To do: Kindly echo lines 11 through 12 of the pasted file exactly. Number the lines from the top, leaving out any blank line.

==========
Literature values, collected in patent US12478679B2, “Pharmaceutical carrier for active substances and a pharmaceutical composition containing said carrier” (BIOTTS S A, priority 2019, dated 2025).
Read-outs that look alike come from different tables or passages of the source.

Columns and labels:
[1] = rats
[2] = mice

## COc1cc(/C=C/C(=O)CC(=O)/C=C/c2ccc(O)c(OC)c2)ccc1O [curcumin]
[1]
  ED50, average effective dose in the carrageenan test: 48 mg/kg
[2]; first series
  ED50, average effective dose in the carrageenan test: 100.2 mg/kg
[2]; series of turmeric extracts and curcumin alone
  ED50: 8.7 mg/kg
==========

[2]; series of turmeric extracts and curcumin alone
  ED50: 8.7 mg/kg